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Drinking Arak off an Ayatollah's Beard - Nicholas Jubber

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Genre: Travel / Author: Nicholas Jubber / Edition: 1 / Paperback / 368 Pages / Book is published 2010-06-03 by Da Capo

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      16.06.2010 22:47
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      Enter the "Inside-Out" Worlds of Iran and Afghanistan

      Iran and Afghanistan: countries that dominate the international headlines. It's hardly surprising that we should think we know them well even if we've never been there. In "Drinking Arak Off an Ayatollah's Beard", Nicholas Jubber attempts to reveal the Afghanistan and Iran that's hidden from view, what he refers to in the book's subtitle as the 'Inside-Out Worlds'.

      Part travelogue, part cultural history, the book is a fascinating look at what goes on behind closed doors and how people really think, challenging the idea that both countries are defined only by a religious fervour and fundamentalism that is the accepted way of life. At the heart of Jubber's quest is the epic poem of Persian culture, the Shahnameh which he soon learns all Iranians know and love and in doing so he unearths a vibrant culture that preceded the conversion of Persia to Islam and with it the transformation of Persia into Iran.

      In the first half of the book, Jubber recounts his early experiences of Iran as a language student, allowed access to the private world of Iran through his friendship with an Iranian family. I found it enthralling to read what goes on inside the walls of the family home, and felt rather privileged to have shared in what must have been a wonderful experience. With his student friend Sina, Jubber is led into the underground world of dance parties where young women wear perilously short skirts and the kids are as high on the risk of getting caught as they are any illicit substances that might be available. The arak of the title is a homemade spirit that is secretly drunk within the home (or carefully concealed in hipflasks), often verging on the dangerous, dispelling the myth that Iranians do not partake in alcohol - indeed, Sina's father does a grand job of refuting this notion!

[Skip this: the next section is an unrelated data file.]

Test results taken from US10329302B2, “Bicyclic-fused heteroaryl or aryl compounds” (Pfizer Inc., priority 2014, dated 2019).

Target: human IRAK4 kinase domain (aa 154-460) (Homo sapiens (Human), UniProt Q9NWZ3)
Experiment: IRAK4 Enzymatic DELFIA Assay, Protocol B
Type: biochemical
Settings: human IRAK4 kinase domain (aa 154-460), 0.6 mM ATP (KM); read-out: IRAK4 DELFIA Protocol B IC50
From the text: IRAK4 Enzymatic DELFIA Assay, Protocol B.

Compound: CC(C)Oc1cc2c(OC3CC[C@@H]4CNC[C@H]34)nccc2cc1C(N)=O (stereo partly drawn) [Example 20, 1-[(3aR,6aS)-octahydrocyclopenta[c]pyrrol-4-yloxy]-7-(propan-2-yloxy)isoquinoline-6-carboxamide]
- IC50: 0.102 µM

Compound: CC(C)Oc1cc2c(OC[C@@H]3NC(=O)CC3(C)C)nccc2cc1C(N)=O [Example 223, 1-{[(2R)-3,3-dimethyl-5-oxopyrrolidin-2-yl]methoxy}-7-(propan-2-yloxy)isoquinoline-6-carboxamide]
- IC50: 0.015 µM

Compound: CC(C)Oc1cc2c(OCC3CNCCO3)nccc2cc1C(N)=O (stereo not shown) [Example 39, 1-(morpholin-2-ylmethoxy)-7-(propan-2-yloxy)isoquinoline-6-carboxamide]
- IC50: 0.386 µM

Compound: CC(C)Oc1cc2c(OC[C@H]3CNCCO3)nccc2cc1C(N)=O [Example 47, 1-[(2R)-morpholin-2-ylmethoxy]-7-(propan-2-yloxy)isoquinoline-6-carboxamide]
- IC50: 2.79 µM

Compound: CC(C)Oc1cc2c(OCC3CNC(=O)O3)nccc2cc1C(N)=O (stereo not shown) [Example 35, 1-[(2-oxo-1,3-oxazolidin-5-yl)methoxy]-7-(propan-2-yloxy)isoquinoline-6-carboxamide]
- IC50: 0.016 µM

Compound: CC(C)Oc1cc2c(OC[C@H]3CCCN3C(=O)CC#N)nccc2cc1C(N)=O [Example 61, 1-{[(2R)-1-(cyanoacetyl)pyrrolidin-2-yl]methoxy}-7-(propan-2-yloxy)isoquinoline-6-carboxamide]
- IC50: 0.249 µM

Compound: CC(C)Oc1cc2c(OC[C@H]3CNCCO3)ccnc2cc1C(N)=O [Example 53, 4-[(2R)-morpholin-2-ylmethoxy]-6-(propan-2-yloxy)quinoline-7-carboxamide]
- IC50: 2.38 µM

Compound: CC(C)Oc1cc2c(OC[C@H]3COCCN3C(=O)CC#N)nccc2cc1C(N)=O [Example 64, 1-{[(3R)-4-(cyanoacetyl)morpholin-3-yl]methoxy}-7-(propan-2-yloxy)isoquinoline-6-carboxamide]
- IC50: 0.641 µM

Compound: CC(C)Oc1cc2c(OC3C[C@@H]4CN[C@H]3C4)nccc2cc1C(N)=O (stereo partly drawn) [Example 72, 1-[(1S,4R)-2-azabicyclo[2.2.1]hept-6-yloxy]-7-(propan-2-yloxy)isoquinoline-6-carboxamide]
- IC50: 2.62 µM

The second part focuses on a later trip to Afghanistan and it's equally as revealing, showing how the differences between the clans continues to divide the people of Afghanistan in spite of the common religion that media sources and the government of the country would try to tell you is a great force for unity.

      Using the poem to show how Iranians and Afghans quietly celebrate this link to a past before enforced Islam is a brilliant way of linking the events he writes about but I did feel that sometimes the sections that retold episodes of the Shahnameh were too long and as a result I found it difficult to return to the travelogue part of the story. I also thought that the footnotes often became too lengthy: sometimes I had to read for too long before I hit a point when it became the right time to backtrack to the footnote but I also found that the footnote was so long that it really spoilt the flow of the narrative. On the other hand some photographs in a separate section just before the (very useful) glossary might have been better placed at relevant points in the main body of the book: when I discovered this section, I felt compelled to go back and track down where they fitted into the text.

      The issue, I feel, is that Jubber is an academic who has set out to demonstrate how this great work of literature connects many aspects of Iranian and Afghan culture and I was really hoping for a greater focus on his experiences of travelling through those countries. I have to confess that after a while one tale from the poem became blurred with the last and I did have to stop myself looking for the next section of travelogue. I felt that he proved his point early on but proceeded to labour it.

      In spite of its frequent lapses into 'over-worthiness' this is a really enlightening read. In particular, I was fascinated to learn about the large numbers of Zoroastrians in Iran who quietly follow their faith in an environment where deviation from the norm is not welcomed or tolerated.

      "Drinking Arak Off an Ayatollah's Beard" is a challenging but worthwhile read for anyone interested in the culture of these countries. However, it is slightly too scholarly to be of broad appeal and it's heavy handed use of footnotes has a disruptive effect on the rhythm of a fine piece of writing that would otherwise be a very enjoyable read.

      368 pages

      This is an edited version of my review which first appeared at www.thebookbag.co.uk

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